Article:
Along with an order of the geema or curry, diners will also receive information about the conflict torn regions where the dishes are from, including information about the women who helped the restaurants develop the dish.

Jessica Duggan owns the Kitchen Table with her husband, Colin.

The Burmese-style curry served by Kitchen Table is topped with egg and served over the house flat bread. Vegetarian and vegan options are also available. (Photo by Ryan Robertson, KVNO News)

The Burmese-style curry served by Kitchen Table is topped with egg and served over the house flat bread. Vegetarian and vegan options are also available. (Photo by Ryan Robertson, KVNO News)

She said, “Inclusivity is really important to us. One of core values is to make sure everyone can have something good to eat and you’re not having to walk away feeling like you settled for something. This kind of felt like a natural fit with wanting to help promote refugee inclusivity in Omaha and raising people’s awareness that there are other folks that are new to the area and we need to all be welcoming and encourage the growth.”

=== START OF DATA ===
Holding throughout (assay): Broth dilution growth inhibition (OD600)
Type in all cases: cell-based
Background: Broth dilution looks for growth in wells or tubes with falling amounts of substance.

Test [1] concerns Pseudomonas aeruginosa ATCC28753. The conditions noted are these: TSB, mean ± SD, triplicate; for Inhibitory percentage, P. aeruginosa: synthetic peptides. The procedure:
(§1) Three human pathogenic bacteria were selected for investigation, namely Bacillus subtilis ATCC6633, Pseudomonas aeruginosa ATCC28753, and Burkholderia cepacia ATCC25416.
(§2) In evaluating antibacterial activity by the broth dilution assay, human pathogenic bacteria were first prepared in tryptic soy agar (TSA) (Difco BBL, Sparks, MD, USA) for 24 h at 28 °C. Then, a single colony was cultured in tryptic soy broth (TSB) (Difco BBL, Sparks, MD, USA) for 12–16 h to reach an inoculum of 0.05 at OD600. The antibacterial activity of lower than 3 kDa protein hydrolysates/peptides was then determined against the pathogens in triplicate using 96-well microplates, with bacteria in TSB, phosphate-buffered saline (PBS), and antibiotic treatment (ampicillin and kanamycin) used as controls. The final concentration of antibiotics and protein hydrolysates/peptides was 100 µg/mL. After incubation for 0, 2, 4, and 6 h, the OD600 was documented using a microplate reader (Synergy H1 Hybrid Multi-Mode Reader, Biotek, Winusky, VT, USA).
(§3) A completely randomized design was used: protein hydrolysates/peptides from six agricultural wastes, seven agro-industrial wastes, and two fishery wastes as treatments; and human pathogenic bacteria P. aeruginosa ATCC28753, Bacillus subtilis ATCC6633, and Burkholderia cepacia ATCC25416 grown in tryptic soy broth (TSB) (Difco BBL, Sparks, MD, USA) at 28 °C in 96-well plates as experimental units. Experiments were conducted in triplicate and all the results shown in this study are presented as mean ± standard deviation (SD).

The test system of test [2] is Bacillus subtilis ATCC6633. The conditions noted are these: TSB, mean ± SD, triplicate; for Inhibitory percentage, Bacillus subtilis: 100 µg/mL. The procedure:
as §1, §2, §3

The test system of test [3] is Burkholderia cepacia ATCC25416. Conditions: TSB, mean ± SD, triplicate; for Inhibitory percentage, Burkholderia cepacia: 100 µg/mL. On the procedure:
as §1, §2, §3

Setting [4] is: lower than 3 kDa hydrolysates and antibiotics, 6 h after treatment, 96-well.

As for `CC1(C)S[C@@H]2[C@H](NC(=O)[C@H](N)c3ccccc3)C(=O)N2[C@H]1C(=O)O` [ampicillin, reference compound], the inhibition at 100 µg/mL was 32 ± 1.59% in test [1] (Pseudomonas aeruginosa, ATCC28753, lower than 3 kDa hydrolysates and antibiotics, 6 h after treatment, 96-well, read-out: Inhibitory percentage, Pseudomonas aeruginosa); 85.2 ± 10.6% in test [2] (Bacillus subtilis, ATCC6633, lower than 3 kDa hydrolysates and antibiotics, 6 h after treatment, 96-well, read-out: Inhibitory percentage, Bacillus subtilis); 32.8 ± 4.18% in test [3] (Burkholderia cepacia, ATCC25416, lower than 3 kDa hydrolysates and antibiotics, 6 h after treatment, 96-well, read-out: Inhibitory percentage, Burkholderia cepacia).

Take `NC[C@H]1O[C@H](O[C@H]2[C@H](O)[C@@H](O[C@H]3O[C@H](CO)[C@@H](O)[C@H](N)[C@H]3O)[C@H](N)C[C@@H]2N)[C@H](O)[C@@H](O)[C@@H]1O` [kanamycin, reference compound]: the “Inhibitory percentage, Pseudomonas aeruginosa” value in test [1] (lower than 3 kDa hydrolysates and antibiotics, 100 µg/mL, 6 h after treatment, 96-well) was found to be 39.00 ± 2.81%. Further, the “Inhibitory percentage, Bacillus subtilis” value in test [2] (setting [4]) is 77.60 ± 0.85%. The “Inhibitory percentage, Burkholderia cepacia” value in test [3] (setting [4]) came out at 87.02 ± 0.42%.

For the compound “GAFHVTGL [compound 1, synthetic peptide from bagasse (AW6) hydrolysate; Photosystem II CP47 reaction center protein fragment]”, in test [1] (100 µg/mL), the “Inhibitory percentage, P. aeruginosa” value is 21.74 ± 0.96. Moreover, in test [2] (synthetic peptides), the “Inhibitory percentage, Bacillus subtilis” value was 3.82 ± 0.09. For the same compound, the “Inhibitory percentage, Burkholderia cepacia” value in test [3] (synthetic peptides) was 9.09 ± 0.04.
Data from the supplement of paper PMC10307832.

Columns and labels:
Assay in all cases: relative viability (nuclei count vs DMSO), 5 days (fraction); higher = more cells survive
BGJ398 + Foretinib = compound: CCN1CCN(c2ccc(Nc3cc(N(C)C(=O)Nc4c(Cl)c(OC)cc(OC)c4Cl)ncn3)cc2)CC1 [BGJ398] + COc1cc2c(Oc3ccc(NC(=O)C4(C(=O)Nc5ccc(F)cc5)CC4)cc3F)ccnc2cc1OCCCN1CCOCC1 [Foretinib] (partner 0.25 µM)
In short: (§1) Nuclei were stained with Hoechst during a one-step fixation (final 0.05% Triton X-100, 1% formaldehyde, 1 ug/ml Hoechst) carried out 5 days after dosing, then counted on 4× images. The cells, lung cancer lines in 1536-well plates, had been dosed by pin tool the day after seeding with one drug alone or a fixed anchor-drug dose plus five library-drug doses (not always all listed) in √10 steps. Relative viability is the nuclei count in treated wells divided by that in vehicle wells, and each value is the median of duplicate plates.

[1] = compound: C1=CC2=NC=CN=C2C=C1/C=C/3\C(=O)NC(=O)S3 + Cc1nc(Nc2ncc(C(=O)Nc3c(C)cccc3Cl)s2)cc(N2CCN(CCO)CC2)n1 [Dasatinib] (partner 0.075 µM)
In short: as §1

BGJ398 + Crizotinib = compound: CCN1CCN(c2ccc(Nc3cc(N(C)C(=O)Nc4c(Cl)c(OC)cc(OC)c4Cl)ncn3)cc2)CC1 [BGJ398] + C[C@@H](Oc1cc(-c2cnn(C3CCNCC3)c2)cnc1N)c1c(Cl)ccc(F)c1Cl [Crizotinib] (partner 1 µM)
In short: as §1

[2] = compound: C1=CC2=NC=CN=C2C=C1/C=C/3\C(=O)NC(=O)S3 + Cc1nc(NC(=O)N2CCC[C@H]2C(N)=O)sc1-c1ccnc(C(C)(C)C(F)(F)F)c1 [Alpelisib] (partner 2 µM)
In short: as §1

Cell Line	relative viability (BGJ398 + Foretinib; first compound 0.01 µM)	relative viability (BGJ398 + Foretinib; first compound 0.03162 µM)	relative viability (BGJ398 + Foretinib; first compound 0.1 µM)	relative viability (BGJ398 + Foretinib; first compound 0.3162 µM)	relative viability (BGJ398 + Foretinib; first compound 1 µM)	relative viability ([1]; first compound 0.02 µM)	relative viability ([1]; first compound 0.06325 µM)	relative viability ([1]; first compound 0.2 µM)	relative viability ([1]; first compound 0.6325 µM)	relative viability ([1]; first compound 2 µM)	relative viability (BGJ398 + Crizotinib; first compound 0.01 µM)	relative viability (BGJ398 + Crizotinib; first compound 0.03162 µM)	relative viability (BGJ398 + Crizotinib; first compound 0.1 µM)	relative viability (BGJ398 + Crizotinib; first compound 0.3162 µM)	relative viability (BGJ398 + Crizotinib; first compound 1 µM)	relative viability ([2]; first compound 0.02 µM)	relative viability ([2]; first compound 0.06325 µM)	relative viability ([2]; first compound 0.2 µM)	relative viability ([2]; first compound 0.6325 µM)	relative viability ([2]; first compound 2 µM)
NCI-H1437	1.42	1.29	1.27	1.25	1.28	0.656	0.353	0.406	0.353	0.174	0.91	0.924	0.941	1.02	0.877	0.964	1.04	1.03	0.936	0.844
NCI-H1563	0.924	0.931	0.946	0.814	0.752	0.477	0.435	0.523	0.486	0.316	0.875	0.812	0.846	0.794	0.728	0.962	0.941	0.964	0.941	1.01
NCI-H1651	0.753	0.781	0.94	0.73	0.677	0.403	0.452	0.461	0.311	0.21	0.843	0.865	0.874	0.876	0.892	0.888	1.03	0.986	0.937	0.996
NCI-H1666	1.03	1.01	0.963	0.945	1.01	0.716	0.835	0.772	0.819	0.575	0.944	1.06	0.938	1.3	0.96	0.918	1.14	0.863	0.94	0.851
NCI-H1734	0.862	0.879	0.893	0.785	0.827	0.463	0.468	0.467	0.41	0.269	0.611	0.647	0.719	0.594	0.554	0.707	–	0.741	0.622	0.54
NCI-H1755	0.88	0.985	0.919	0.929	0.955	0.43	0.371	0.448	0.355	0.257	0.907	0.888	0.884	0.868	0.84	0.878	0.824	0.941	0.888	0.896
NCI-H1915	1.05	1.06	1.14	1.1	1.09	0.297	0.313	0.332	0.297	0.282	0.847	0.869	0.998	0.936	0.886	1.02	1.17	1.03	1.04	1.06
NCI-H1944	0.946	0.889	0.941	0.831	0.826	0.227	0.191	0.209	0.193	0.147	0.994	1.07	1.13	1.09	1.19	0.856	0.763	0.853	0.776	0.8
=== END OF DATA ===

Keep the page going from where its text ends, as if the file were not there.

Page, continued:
And as all good foodies know, any Burmese-style curry worth its weight in kyat contains fish paste. Don’t worry. Colin has that covered.

For their curry, Kitchen Table will feature a fermented steel-head trout fish paste. It’s salted, dried, fermented, and then ground.

 Back in Geila Hassan’s kitchen, Geila insists I take a second portion of geema—which I was obliged to do.

I asked her to describe how she feels about her role in New American Dish. Her son Abdullah translated her answer.

He told me she said she hopes her “food will be good for them and they love it”.

 She also said she’s glad people will learn about her story, and the conflict which forced her family to flee.

When I asked Abdullah how he feels knowing his mother is helping to raise awareness, his smile filled the room as he said “She’s got the courage to do that, and I’m so happy for her.”

Because what son wouldn’t be?